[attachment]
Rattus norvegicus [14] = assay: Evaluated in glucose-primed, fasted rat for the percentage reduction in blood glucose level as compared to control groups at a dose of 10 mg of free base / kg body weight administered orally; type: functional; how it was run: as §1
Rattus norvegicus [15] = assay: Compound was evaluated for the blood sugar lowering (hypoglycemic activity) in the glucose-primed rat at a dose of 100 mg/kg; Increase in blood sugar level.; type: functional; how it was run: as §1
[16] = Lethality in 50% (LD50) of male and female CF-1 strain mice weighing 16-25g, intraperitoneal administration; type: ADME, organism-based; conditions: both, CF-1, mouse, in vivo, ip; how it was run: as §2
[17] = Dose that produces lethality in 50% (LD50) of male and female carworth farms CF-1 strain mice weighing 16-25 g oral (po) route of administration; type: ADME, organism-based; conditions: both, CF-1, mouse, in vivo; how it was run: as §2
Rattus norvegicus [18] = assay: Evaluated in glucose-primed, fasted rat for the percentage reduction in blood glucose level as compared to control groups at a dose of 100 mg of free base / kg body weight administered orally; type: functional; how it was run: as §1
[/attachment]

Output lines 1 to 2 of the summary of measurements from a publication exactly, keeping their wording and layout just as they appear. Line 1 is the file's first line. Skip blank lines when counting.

Rattus norvegicus [14] = assay: Evaluated in glucose-primed, fasted rat for the percentage reduction in blood glucose level as compared to control groups at a dose of 10 mg of free base / kg body weight administered orally; type: functional; how it was run: as §1
Rattus norvegicus [15] = assay: Compound was evaluated for the blood sugar lowering (hypoglycemic activity) in the glucose-primed rat at a dose of 100 mg/kg; Increase in blood sugar level.; type: functional; how it was run: as §1